Dame Pauline Green: Crisis G20 talks press case for business diversity

27 Feb 2012

Dame Pauline Green told Asian government ministers today, world leaders could no longer depend on one dominant model of business. The message was “diversify or risk ongoing global financial crisis”.

In the wake of the unresolved G20 meeting in Mexico, the president of the International Co- operative Alliance, told Asian government representatives attending a regional business summit in Bangkok, to take back to their G20 group the message that a greater diversity of corporate structure needs to be pursued in order to ensure economic sustainability and to find a solution to the financial mire in which the global economy finds itself.

“Mexico is using its G20 presidency to push for a stronger financial system. Its slogan ‘go structural, go social and go green’ is on track with the co-operative triple bottom line – economic, social and environmental. Because of its member-owned model, co-operative businesses face a greater deal of scrutiny and are inherently more conservative in how they deal with capital. Co-operatives withstood the recent financial collapses. In fact our sector has grown globally,” said Dame Pauline.

In Asia, particularly in rural areas, businesses which are owned by their members help fight poverty and strengthen social structures at the grassroots level. They are duty bound to maximize the interests of their member owners rather than public company shareholders, and they have a better environmental report card. Co-operatives improve the standard of living of half the world’s population, according to the United Nations - 2012 Is the United Nations declared International Year of Co-operatives.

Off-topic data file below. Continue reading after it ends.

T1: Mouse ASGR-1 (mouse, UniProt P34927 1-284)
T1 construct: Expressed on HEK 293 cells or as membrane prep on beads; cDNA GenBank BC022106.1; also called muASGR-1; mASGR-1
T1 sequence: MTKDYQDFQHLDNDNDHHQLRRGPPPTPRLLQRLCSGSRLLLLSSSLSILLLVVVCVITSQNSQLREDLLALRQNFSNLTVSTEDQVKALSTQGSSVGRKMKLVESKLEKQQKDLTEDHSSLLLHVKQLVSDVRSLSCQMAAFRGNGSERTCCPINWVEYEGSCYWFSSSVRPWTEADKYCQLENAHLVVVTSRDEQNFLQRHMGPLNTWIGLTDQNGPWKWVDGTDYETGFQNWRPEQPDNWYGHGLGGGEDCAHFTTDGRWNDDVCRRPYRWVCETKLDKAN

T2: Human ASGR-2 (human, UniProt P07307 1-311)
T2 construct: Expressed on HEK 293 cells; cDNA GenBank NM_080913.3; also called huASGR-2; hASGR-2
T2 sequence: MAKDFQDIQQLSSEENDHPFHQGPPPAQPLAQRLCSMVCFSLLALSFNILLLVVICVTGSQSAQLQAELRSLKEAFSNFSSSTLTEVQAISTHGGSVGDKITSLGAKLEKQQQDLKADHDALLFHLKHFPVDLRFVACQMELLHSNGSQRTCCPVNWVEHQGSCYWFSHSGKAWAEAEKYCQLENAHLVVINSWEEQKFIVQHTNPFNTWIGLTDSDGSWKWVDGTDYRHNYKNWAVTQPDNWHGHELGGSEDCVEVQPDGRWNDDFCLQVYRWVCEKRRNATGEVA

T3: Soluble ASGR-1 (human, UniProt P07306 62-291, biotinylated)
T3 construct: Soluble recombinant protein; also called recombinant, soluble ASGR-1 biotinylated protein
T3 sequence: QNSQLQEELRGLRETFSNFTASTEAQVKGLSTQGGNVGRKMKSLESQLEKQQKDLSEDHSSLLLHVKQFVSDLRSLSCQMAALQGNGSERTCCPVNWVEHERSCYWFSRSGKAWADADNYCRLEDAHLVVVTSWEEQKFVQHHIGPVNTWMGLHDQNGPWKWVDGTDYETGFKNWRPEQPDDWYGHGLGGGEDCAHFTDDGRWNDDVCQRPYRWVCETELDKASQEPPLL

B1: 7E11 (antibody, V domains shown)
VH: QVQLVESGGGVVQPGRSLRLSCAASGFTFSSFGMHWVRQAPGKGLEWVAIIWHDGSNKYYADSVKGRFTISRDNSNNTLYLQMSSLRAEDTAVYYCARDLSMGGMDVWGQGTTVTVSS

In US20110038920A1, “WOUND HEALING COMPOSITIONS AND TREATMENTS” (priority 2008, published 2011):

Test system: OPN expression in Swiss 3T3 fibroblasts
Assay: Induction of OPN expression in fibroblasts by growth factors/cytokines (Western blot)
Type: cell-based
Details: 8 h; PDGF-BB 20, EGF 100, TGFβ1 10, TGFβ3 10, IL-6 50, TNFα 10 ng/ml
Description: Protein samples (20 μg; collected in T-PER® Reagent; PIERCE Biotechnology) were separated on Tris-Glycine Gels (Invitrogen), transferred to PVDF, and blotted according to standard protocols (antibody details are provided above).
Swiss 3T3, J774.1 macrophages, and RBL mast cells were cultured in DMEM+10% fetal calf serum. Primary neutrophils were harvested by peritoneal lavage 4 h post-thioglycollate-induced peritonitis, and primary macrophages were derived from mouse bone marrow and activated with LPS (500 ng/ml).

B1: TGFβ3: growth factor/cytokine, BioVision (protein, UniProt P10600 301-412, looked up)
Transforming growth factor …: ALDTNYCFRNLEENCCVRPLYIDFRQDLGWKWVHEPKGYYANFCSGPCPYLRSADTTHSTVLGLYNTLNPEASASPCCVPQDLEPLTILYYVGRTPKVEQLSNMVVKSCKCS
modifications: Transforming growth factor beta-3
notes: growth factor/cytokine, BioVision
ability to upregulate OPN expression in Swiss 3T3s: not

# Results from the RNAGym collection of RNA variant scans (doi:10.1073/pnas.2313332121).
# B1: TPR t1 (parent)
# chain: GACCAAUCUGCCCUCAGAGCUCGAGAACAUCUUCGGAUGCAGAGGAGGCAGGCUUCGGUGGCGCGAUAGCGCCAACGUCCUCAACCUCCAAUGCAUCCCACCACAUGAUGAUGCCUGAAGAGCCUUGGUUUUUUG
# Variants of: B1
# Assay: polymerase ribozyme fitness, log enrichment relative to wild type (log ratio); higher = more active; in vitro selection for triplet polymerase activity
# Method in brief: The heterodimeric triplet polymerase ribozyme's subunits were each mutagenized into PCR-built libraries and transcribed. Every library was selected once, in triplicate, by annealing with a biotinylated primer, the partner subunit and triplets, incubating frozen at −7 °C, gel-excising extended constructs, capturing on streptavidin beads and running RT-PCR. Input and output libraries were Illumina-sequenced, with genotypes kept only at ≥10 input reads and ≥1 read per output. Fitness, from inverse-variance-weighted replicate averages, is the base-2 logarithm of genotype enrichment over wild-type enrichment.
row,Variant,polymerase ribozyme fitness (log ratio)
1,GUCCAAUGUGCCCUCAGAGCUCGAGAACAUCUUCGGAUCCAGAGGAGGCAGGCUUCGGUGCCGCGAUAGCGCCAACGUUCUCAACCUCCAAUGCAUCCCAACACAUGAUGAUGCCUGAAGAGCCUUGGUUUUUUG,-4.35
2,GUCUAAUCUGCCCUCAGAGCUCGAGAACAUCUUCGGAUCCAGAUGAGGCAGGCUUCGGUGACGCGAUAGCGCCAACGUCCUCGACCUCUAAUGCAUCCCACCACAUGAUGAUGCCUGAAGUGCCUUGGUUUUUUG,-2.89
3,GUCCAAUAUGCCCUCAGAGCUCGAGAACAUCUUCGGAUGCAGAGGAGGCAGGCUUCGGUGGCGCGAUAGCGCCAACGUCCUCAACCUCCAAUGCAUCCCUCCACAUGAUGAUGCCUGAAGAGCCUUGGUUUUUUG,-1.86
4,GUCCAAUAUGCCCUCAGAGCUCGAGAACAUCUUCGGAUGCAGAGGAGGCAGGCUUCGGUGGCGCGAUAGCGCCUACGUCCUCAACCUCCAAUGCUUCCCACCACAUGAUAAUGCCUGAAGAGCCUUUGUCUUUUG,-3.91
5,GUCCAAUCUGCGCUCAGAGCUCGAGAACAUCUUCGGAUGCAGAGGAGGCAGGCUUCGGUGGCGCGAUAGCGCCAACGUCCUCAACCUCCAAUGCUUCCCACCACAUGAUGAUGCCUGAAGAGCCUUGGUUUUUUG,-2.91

“Co-operatives have taken millions out of poverty with dignity, helping them to build and control their own businesses,” Dame Pauline, global head of the co-operative business sector which represents a billion member owners worldwide, told ministers of agriculture, finance and industry.

“The co-operative sector has a significant impact on the domestic economy of many Asian countries, often ensuring the economic viability of rural communities and finance in particular, but growing in its significance, and in other business sectors as well.

“So as a global movement, we look to Asia to help us to drive the key message of the importance of our impact on national, and indeed the global economy further up the agenda of global decision-makers.

“The global financial crisis has paradoxically provided fertile ground for co-operatives to flourish. In the world's powerhouse BRIC economies 15% of the population are co-operative members.”



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